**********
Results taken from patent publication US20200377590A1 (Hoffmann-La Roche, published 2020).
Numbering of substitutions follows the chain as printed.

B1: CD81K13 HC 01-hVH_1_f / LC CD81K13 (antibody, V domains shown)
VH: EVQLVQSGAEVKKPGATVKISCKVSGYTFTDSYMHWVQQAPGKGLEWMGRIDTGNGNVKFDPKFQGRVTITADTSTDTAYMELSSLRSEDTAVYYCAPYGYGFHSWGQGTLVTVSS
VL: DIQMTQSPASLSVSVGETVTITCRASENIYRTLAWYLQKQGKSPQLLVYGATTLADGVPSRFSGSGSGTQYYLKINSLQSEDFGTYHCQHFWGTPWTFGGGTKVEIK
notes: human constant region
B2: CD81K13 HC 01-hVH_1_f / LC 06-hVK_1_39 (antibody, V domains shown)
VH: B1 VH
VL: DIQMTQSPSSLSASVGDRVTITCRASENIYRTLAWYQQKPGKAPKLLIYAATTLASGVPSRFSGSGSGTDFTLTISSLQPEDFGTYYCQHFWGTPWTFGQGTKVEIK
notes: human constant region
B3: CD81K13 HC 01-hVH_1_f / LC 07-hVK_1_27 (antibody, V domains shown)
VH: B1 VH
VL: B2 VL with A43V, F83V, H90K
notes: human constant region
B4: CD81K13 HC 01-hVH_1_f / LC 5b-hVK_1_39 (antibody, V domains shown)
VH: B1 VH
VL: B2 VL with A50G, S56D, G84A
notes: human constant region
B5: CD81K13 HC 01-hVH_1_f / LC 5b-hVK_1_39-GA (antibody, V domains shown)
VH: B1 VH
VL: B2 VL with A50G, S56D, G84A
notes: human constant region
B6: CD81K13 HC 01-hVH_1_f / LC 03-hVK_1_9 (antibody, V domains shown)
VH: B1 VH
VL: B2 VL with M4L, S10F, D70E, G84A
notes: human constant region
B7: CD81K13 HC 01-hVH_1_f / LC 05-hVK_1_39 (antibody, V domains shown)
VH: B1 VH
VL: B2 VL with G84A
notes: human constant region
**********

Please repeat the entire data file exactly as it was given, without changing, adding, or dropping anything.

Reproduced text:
Results taken from patent publication US20200377590A1 (Hoffmann-La Roche, published 2020).
Numbering of substitutions follows the chain as printed.

B1: CD81K13 HC 01-hVH_1_f / LC CD81K13 (antibody, V domains shown)
VH: EVQLVQSGAEVKKPGATVKISCKVSGYTFTDSYMHWVQQAPGKGLEWMGRIDTGNGNVKFDPKFQGRVTITADTSTDTAYMELSSLRSEDTAVYYCAPYGYGFHSWGQGTLVTVSS
VL: DIQMTQSPASLSVSVGETVTITCRASENIYRTLAWYLQKQGKSPQLLVYGATTLADGVPSRFSGSGSGTQYYLKINSLQSEDFGTYHCQHFWGTPWTFGGGTKVEIK
notes: human constant region
B2: CD81K13 HC 01-hVH_1_f / LC 06-hVK_1_39 (antibody, V domains shown)
VH: B1 VH
VL: DIQMTQSPSSLSASVGDRVTITCRASENIYRTLAWYQQKPGKAPKLLIYAATTLASGVPSRFSGSGSGTDFTLTISSLQPEDFGTYYCQHFWGTPWTFGQGTKVEIK
notes: human constant region
B3: CD81K13 HC 01-hVH_1_f / LC 07-hVK_1_27 (antibody, V domains shown)
VH: B1 VH
VL: B2 VL with A43V, F83V, H90K
notes: human constant region
B4: CD81K13 HC 01-hVH_1_f / LC 5b-hVK_1_39 (antibody, V domains shown)
VH: B1 VH
VL: B2 VL with A50G, S56D, G84A
notes: human constant region
B5: CD81K13 HC 01-hVH_1_f / LC 5b-hVK_1_39-GA (antibody, V domains shown)
VH: B1 VH
VL: B2 VL with A50G, S56D, G84A
notes: human constant region
B6: CD81K13 HC 01-hVH_1_f / LC 03-hVK_1_9 (antibody, V domains shown)
VH: B1 VH
VL: B2 VL with M4L, S10F, D70E, G84A
notes: human constant region
B7: CD81K13 HC 01-hVH_1_f / LC 05-hVK_1_39 (antibody, V domains shown)
VH: B1 VH
VL: B2 VL with G84A
notes: human constant region